Re: [jats-list] checking URIs

Subject: Re: [jats-list] checking URIs
From: Wendell Piez <wapiez@xxxxxxxxxxxxxxxx>
Date: Wed, 20 Jun 2012 15:56:53 -0400
Hi Kevin,

On 6/14/2012 3:34 PM, Bruce Rosenblum wrote:
With respect to part b), you'll want to check the well-formedness of
a URI as a starting point. If you're looking at this from a
preservation perspective, you're probably getting content in that was
tagged by others, and we've certainly seen cases of bad URIs, which
are often an artifact of a PDF-to-XML conversion process (e.g. URIs
with incorrect special characters such as ndashes instead of

Note that checking the syntax of URIs can be done straightforwardly in
XSLT 2.0, XQuery or Schematron using xslt2 as its query language. As
long as you are confident that you can rely on your XSLT/XQuery platform to know the RFC, you can test whether the string value can cast to an xs:anyURI datatype.

Where there are also other constraints over URIs, such as forbidding relative URIs -- these can generally be checked too (depending on the details of course). But as for "URIs that work but are not correct syntactically" -- I think you have a can of worms there, largely due to the softness (context-dependency) of the definition of "work".

Once you've checked for well-formedness, you can then check to see if
 they resolve. We've done this and the work is non-trivial, and
you'll probably see at least 10% link-rot. You'll also see than same
URI come and go on a sometimes-daily basis, as we see in our
automated testing, so it's not 100% reliable, but it's a good start.
You also will see some URIs are redirected, and sometimes even
redirected with a different result every single time you query
because you're being tracked by the web site.

Indeed. This is yet a third and harder layer of "correctness". The grey area turns out to be hard to map, to say nothing of getting rid of it.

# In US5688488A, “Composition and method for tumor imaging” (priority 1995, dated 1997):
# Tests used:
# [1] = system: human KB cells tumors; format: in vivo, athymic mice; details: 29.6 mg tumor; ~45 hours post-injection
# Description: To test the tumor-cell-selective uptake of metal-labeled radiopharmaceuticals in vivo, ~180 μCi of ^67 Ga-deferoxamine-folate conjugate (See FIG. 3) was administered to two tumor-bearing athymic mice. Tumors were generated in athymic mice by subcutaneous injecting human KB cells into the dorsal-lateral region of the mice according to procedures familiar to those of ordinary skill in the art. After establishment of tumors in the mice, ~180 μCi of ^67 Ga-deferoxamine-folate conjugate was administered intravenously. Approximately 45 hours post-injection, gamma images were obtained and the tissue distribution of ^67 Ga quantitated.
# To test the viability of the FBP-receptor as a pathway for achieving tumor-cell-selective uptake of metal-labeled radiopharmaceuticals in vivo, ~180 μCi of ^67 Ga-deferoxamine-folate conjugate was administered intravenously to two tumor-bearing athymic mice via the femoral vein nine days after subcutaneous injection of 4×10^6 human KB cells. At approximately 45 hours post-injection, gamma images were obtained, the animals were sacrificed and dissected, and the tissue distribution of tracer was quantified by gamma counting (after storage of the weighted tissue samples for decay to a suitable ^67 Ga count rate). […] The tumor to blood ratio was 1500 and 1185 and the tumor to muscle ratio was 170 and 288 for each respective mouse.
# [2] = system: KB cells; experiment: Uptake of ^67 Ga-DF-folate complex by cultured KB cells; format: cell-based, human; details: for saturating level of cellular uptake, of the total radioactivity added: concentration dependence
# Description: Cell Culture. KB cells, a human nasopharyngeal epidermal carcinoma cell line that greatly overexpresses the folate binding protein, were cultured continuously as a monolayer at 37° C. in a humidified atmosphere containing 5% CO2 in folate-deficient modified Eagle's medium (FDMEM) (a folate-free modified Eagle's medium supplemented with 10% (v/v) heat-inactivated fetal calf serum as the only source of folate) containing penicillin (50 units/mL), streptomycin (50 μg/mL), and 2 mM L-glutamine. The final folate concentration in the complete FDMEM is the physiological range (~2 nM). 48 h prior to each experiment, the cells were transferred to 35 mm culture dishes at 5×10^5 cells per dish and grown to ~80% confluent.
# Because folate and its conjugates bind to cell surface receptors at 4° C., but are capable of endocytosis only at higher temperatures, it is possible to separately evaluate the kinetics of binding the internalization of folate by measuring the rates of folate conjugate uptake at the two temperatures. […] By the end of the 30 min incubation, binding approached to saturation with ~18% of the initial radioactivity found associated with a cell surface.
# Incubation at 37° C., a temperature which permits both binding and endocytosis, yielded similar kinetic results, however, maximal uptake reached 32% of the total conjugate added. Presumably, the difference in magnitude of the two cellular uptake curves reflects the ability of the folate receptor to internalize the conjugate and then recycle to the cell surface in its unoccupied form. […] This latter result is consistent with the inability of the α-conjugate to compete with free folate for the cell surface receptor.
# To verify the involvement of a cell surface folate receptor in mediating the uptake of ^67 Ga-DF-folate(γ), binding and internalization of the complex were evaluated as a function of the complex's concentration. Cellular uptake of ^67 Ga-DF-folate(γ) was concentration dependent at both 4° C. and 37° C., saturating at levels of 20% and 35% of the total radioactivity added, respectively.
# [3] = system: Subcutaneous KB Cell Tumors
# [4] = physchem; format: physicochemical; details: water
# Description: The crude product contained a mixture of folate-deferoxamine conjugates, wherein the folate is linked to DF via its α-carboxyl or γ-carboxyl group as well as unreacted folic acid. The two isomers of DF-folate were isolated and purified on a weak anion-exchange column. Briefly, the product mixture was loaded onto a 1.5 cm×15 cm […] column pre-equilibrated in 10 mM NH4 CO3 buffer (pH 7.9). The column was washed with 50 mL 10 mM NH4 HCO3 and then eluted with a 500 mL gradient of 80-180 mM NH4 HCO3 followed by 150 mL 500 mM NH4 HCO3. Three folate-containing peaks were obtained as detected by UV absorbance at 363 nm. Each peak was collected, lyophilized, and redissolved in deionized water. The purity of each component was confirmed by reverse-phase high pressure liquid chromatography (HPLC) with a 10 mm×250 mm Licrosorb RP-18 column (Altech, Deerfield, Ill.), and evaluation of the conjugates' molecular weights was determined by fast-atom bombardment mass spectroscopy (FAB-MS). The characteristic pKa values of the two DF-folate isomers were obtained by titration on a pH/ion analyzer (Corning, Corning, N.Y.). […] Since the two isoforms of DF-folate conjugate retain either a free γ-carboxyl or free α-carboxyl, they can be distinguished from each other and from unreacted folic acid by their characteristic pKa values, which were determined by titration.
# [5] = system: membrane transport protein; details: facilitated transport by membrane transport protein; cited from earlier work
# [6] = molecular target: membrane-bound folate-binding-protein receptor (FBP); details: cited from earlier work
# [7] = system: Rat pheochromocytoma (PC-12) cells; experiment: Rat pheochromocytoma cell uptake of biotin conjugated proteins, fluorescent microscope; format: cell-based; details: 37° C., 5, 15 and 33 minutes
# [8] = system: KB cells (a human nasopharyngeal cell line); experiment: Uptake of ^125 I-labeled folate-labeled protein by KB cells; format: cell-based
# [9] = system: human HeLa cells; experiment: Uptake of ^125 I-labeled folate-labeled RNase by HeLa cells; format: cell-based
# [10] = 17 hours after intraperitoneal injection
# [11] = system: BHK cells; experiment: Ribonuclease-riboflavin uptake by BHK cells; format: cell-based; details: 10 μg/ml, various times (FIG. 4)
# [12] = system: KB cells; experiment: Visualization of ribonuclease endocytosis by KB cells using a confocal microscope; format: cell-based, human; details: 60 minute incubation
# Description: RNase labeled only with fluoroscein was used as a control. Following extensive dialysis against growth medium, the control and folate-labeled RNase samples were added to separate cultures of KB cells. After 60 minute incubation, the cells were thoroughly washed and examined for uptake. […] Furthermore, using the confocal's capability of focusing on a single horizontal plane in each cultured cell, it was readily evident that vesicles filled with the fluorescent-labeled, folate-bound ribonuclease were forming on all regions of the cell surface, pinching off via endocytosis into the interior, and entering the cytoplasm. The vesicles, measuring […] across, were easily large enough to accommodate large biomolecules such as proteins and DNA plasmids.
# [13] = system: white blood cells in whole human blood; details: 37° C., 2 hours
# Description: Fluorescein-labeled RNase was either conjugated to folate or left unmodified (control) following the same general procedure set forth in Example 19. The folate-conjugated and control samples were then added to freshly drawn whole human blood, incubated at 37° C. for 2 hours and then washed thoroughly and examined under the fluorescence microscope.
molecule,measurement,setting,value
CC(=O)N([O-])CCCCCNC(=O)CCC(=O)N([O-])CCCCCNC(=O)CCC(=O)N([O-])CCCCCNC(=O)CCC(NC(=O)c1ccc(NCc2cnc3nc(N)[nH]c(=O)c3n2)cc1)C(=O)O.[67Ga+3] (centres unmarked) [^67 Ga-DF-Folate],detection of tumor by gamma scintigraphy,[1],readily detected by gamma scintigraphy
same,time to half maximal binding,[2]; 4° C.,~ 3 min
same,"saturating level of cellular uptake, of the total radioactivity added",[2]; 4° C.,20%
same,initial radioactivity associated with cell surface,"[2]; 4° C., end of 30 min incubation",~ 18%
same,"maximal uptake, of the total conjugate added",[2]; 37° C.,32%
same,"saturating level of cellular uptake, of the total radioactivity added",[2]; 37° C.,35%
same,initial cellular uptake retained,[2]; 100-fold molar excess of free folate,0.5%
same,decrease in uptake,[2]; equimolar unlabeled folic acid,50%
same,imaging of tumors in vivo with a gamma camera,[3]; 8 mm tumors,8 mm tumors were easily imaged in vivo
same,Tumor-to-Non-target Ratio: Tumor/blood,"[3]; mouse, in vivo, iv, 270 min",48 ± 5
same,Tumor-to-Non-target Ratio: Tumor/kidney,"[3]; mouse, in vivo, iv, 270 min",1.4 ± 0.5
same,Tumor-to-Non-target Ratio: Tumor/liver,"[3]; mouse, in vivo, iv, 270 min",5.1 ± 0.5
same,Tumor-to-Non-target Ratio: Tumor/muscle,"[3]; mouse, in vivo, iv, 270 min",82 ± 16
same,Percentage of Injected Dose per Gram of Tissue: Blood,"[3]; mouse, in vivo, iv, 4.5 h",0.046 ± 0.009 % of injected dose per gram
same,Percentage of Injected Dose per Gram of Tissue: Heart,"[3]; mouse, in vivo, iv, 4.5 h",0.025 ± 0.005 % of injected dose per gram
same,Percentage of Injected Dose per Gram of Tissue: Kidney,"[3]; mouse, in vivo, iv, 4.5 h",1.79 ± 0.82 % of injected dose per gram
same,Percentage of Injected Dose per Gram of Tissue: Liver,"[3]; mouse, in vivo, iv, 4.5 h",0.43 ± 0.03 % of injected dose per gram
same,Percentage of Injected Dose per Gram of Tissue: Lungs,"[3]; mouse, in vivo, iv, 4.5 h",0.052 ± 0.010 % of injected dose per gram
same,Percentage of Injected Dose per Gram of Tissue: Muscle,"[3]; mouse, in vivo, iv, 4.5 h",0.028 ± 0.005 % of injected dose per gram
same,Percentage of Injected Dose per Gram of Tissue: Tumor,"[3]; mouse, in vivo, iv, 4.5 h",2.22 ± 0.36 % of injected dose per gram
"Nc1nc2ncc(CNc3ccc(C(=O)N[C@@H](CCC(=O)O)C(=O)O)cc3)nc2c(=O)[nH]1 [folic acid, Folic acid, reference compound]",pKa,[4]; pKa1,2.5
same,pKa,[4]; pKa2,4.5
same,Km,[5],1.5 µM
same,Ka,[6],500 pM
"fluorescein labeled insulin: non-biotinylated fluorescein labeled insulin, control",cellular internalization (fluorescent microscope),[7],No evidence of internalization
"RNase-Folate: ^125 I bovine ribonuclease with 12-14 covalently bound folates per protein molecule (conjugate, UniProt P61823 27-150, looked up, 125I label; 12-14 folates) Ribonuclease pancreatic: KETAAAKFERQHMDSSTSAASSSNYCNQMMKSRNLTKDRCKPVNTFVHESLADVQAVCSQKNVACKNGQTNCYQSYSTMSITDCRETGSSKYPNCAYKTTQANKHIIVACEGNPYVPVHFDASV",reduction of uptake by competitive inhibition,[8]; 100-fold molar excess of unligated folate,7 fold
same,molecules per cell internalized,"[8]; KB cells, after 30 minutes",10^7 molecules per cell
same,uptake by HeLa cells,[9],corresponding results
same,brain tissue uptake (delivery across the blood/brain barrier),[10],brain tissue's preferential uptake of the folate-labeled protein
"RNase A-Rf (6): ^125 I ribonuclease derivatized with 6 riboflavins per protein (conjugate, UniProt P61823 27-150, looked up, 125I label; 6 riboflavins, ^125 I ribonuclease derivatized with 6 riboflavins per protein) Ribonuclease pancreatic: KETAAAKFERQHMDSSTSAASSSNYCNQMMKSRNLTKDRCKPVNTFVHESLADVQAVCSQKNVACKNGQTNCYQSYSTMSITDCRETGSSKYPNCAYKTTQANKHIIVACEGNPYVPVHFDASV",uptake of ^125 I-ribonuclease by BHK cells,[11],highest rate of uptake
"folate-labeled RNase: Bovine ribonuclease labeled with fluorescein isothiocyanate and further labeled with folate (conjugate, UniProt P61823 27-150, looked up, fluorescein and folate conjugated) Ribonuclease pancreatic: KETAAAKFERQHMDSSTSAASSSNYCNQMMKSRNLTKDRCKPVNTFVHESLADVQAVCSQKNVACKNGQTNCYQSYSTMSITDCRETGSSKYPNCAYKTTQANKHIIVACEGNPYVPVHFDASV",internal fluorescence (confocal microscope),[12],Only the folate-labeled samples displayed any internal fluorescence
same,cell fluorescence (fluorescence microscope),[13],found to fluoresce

Finally, Kevin writes
My thinking at this point is that if the source document happens to
include a URI (or a mangled URI) as character data, this is not worth
checking for validity.  In character data, I can't tell apart a URI
which for some reason isn't clickable and a fragment of a URI not
meant to be clickable but which is included simply to illustrate a
technical point.  But I can assume that if @xlink:href is present,
the URI is meant to be actionable.

I don't think that's an unfair assumption. Yet @xlink:href is allowed in many places in JATS on the simple grounds that someone somewhere needs it, and then since it's permitted, you can't rule out that it will be deployed provisionally or as a matter of policy, without being put to use (i.e. by projects that think they need it but don't, or that may need it but never get around to using it, etc.) and tested "under load".

I guess this makes knowing which ones actually do work all the more interesting and useful.


Wendell Piez                            mailto:wapiez@xxxxxxxxxxxxxxxx
Mulberry Technologies, Inc.      
17 West Jefferson Street                    Direct Phone: 301/315-9635
Suite 207                                          Phone: 301/315-9631
Rockville, MD  20850                                 Fax: 301/315-8285
  Mulberry Technologies: A Consultancy Specializing in SGML and XML

Current Thread